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How a Minimum-Wage Increase Is Being Felt in a Low-Wage City

When the wage went up, Ms. Parra said, she could more easily help with rent and pay the phone and cable bills at the apartment that she shares with her mother, who makes $18.50 an hour at a heating and air-conditioning company.She noted, however, that her wages were not enough for her to live on her own. “I wouldn’t say that we’re poor, but I also wouldn’t say that we’re well off,” she said. “But because there is both of us who have incomes, we’re able to do O.K.”Mayor Jerry Dyer said there …

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Big Tech’s Unlikely Next Battleground: North Dakota

Last month, a lobbyist approached Kyle Davison, a North Dakota state senator, with an unusual proposal: a law to stop Apple and Google from forcing companies in the state to hand over a share of their app sales.Mr. Davison, a Republican, was focused on bills related to a $200,000 literacy program and birth records for the homeless. But he was intrigued by the lobbyist’s arguments that the tech giants were hurting small businesses, and he thought such a law could attract tech companies to North Dakota. So he introduced it.“She said to me that this could be big. …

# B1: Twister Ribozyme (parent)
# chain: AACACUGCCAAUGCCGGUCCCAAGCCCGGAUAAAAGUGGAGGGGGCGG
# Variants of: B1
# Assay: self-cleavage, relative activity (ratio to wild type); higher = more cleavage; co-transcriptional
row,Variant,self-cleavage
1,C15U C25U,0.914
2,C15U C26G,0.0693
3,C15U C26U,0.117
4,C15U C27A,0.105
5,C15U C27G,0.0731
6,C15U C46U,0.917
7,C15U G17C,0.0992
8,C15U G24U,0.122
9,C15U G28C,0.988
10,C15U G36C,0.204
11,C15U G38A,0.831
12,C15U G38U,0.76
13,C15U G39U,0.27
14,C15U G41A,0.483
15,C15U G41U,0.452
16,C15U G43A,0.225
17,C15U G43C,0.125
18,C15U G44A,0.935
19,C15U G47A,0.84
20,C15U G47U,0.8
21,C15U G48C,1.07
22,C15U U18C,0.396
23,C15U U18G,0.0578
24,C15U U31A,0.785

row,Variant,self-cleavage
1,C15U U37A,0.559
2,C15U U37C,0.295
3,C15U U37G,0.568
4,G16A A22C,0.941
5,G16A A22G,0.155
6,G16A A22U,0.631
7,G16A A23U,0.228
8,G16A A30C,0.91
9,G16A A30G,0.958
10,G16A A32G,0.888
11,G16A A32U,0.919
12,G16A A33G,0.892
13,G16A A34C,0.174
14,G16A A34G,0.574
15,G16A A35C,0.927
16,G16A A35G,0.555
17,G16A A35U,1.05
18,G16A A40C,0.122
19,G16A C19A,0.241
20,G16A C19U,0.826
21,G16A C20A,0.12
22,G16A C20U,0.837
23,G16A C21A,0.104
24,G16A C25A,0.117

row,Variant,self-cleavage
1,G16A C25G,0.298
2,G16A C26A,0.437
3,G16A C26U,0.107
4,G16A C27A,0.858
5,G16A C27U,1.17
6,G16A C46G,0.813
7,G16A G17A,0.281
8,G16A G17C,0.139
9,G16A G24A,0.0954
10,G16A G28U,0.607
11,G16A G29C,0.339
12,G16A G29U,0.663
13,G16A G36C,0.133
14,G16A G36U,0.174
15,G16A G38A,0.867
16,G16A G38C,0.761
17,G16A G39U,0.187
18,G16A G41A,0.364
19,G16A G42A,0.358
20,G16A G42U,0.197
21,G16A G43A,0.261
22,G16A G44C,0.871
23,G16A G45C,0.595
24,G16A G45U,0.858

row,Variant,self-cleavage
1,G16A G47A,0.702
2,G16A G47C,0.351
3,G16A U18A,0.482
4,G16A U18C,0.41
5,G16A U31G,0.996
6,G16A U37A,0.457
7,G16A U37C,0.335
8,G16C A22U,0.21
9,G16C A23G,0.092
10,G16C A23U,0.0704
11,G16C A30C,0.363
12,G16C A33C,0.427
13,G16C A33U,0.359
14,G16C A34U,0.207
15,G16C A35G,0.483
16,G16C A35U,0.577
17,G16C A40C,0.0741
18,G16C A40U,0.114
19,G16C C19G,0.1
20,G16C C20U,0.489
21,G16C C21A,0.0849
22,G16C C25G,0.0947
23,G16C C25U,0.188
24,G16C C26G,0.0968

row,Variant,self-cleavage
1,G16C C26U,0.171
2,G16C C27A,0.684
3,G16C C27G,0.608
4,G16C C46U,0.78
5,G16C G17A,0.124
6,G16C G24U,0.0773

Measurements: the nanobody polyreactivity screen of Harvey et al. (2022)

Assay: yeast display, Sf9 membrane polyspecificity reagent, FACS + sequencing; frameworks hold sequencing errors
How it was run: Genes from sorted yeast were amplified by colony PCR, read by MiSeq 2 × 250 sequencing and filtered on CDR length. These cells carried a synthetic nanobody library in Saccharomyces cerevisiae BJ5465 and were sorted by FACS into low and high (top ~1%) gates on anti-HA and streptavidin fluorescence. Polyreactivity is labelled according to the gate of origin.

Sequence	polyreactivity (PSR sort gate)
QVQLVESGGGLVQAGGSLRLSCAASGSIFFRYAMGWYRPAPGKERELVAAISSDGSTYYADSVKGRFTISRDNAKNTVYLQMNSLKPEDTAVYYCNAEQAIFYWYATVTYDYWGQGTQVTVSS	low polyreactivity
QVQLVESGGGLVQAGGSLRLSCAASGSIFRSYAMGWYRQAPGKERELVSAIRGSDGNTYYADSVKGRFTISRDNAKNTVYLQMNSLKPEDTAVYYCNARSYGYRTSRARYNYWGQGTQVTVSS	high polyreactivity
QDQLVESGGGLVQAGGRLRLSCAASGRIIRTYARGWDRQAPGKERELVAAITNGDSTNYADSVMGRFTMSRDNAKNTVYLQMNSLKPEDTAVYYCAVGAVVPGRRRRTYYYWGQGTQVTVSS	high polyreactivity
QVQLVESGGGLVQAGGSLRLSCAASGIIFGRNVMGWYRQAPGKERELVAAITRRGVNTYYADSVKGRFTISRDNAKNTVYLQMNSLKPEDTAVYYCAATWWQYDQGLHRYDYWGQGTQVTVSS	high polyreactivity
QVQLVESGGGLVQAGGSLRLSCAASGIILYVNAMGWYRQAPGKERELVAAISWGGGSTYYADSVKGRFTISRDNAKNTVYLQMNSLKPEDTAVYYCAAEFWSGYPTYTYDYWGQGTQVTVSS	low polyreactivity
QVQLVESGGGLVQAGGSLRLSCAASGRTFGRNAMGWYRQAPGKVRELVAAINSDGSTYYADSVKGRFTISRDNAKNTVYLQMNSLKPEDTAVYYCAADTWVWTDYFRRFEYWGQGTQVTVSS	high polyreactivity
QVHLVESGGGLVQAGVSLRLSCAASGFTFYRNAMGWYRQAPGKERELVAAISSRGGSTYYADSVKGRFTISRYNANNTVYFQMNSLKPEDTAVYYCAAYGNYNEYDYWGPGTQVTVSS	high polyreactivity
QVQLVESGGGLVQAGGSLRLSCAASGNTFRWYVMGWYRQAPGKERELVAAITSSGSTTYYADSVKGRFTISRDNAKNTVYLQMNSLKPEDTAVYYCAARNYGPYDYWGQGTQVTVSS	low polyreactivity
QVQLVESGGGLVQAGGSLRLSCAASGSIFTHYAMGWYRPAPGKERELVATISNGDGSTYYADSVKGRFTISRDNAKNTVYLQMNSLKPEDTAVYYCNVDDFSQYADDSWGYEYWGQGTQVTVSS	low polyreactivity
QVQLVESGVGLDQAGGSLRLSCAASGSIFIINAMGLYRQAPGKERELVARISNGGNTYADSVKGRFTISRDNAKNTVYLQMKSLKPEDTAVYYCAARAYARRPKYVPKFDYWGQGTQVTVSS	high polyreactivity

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Maryland Nears Country’s First Tax on Big Tech’s Ad Revenue

State politicians, struggling with yawning budget gaps from the pandemic, have made no secret about their interest in getting a bigger piece of the tech industry’s riches.Now, Maryland’s lawmakers are on the verge of taking a new slice, with the nation’s first tax on the revenue from digital advertisements sold by companies like Facebook, Google and Amazon.The state’s House of Delegates voted on Thursday to override the governor’s veto of the proposed law, and the State Senate is expected to follow suit. The tax would generate as much as an estimated $250 million in …

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Pandemic’s Toll on Housing: Falling Behind, Doubling Up

As the pandemic enters its second year, millions of renters are struggling with a loss of income and with the insecurity of not knowing how long they will have a home. Their savings depleted, they are running up credit card debt to make the rent, or accruing months of overdue payments. Families are moving in together, offsetting the cost of housing by finding others to share it.The nation has a plague of housing instability that was festering long before Covid-19, and the pandemic’s economic toll has only made it worse. Now the financial scars are deepening and the …

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PPP Aid to Small Businesses: How Much Did $500 Billion Help?

Anecdotes like Mr. Geismann’s, however, aren’t straightforward to interpret. Perhaps Schuchart and companies like it would have found another way to make ends meet, or would have rehired workers quickly once construction projects resumed.Economists have tried to answer that question using data. Mr. Autor compared companies with just under 500 employees — which could qualify for the program’s original version — with those just above that size, which could not. If the loans were a big help, then the smaller companies should have retained many more of their workers. Instead, Mr. Autor found little difference between the two groups. …